Tuesday, June 14, 2011

A new perspective


And the new view is not just out my window.  Although that's changed, too.  This lovely shot is the view from the porch of my new lake house.  Ok, ours.  That feels very weird to say aloud, even in print.  And so we get to watch a new chapter in our family's life write itself from this vantage point, perhaps even quite literally if I can get Internet there.  Liv and Ally are only mildly impressed and somewhat baffled.  I don't think they see the relevance of a lakehouse to their lives right now and that's probably appropriate from the perspective of a teenager.  It's just a place with a lot of attention-seeking dragonflies and sketchy cell phone service.

front and center which is how we see her
Olivia's high school graduation was executed with Wisconsin precision.  On time start, the reading of each individual's name graduating -- 480 plus students-- in addition to hosting five speakers all in under 90 minutes.  Mussolini must have consulted here at one point in history as I've never been to a school, arts or public event that hasn't run on time or finished within 10 minutes of its scheduled completion.  Compared to Philadelphia time, where start times are merely suggestions for the under part of an over/under bet, Madison time is laughably accurate.

Catching up with Aunt Pol
And the million dollar question?  How does it all feel?  It feels like it's time.  It was nice for our crazy families (ok, just mine is crazy and it may be a small betrayal to write that...and yet I write it anyway) to see each other again.   It came together before the ceremony in a day's long arrival of family like stars on the red carpet one after the other building to a crescendo of an Italian feast at a local restaurant.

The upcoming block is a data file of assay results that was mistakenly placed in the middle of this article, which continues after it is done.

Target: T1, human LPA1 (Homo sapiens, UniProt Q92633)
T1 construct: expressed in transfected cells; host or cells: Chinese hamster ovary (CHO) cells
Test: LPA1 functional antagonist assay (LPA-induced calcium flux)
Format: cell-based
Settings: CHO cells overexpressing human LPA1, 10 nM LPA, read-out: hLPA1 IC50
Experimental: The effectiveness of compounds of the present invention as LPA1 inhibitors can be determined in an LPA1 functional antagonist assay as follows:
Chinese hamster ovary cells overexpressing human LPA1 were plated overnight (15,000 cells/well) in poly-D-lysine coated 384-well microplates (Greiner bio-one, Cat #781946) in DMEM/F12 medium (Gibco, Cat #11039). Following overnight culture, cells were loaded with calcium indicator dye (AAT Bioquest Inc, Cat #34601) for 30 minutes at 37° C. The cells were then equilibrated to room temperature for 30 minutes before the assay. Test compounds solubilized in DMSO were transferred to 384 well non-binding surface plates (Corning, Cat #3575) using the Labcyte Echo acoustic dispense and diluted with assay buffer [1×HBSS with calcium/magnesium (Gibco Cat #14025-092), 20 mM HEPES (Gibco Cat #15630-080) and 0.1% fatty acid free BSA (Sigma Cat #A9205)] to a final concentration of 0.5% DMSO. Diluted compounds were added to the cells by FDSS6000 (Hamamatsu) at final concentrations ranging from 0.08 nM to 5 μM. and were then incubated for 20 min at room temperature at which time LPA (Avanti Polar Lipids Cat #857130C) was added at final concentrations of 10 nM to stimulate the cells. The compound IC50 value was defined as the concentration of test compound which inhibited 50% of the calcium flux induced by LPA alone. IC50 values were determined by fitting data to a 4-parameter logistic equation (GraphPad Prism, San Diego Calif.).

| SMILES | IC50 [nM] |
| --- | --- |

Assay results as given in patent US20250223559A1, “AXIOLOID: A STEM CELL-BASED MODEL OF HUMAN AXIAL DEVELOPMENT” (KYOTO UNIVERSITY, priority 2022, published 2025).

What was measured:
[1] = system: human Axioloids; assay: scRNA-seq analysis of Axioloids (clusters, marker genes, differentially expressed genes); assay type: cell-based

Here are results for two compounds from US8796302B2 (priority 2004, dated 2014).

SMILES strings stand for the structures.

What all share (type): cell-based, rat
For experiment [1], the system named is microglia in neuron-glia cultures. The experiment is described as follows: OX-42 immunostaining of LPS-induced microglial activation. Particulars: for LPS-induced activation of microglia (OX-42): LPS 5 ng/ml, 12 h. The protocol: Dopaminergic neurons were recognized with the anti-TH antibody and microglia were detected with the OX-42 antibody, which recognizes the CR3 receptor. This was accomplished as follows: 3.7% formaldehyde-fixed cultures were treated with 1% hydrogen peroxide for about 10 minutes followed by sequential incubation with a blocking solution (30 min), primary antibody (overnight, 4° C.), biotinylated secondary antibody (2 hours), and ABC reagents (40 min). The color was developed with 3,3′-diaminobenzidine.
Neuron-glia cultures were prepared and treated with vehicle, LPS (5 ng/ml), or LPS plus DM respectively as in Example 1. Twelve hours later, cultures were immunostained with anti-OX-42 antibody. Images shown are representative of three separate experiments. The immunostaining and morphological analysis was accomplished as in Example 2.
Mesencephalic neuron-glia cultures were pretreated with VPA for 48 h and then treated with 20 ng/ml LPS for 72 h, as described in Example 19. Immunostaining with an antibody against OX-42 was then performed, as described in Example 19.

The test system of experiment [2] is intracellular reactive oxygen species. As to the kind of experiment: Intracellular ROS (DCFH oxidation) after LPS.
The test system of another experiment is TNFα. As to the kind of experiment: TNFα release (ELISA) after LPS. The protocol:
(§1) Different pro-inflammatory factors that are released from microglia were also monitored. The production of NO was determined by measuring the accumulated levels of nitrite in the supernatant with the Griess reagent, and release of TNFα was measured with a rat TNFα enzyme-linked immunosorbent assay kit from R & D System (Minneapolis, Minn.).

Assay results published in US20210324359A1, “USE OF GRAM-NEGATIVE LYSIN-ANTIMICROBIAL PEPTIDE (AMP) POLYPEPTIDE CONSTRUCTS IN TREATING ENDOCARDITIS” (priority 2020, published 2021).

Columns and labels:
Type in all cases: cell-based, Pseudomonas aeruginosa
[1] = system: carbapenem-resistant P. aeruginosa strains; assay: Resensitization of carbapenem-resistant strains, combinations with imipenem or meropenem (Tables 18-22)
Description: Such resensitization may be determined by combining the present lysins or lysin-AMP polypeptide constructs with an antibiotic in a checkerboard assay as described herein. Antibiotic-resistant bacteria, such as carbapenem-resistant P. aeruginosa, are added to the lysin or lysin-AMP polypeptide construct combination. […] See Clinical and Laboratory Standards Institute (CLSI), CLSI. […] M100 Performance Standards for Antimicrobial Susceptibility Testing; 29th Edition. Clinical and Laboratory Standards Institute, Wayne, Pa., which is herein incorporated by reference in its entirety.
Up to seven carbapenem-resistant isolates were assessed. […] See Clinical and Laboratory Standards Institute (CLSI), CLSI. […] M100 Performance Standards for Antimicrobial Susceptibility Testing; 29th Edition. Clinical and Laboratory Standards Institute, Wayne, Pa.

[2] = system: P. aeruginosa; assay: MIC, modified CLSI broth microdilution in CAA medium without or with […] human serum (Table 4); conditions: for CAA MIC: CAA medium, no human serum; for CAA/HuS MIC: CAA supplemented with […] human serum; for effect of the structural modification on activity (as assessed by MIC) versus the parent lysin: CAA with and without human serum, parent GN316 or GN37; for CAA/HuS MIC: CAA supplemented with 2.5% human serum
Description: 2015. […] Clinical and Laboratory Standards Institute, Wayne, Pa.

I hear they all had fun

The scene from my kitchen window on many sunny summer days

Absolutely no idea if Olivia is the brown haired one or the blond haired one.

It resumed after the ceremony as a wonderful thank-you gathering for family and the neighbors who helped me bring this here child to adulthood with sanitys intact.  Each friend in her own way has had a hand in making this kid feel safe and secure in this world.  She calls them collectively the "aunties" and many live in our backyard.  The phrase "it takes a village..." may be trite from overuse but it's not without absolute meaning.  Because if you can raise a kid by yourself for 18 years, you deserve some sort of recognition or some sort of a job from the United Nations or the Pope or maybe Desmond Tutu.